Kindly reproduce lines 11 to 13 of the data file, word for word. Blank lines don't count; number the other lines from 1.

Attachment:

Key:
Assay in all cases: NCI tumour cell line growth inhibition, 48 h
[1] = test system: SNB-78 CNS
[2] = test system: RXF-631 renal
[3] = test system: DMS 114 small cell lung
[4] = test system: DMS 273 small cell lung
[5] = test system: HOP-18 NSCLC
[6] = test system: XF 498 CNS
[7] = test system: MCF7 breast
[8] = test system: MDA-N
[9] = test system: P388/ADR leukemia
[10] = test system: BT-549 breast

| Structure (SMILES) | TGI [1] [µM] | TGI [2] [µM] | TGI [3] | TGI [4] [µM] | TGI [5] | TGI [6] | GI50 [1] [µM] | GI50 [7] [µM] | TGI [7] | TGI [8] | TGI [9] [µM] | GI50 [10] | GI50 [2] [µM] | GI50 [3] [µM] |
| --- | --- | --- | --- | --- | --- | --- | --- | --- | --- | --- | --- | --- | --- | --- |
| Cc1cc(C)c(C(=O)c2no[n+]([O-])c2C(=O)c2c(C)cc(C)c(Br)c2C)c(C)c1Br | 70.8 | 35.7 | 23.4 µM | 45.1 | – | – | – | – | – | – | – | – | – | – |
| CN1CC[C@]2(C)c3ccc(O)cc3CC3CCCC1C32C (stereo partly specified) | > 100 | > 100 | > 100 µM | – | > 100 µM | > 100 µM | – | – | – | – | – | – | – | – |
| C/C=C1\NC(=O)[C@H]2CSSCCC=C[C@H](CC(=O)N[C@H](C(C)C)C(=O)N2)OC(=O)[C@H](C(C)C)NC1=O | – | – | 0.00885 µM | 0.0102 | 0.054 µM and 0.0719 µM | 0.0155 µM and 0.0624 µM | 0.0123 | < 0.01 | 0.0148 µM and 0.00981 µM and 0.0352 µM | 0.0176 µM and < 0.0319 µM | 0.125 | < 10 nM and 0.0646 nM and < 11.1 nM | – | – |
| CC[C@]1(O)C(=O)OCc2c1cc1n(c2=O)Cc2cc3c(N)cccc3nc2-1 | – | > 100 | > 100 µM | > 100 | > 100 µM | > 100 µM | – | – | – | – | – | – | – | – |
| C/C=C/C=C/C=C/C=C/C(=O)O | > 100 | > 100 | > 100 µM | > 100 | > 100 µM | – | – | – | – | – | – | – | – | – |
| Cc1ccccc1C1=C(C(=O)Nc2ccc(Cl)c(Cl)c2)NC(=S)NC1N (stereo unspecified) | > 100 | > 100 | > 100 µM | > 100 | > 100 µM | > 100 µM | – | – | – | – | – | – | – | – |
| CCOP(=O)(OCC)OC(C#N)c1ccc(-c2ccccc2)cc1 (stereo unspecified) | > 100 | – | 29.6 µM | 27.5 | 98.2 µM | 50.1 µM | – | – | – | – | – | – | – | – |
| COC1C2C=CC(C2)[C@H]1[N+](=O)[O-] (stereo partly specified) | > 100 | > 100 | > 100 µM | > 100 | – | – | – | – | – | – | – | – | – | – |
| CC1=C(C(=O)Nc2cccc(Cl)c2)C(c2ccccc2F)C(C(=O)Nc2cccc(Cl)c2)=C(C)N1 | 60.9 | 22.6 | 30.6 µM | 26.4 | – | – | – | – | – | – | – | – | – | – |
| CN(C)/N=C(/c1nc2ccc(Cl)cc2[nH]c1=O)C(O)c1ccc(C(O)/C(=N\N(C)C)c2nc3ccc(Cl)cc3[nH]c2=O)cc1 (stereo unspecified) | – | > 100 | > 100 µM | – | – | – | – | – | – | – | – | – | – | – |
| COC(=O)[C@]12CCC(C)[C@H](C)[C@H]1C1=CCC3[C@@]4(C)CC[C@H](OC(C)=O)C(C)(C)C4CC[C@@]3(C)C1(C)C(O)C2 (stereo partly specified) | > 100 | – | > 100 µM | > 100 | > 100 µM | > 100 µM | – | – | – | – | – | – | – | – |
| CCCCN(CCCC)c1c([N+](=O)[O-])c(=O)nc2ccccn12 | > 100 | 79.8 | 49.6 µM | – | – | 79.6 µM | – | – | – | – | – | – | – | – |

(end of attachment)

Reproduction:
[9] = test system: P388/ADR leukemia
[10] = test system: BT-549 breast

| Structure (SMILES) | TGI [1] [µM] | TGI [2] [µM] | TGI [3] | TGI [4] [µM] | TGI [5] | TGI [6] | GI50 [1] [µM] | GI50 [7] [µM] | TGI [7] | TGI [8] | TGI [9] [µM] | GI50 [10] | GI50 [2] [µM] | GI50 [3] [µM] |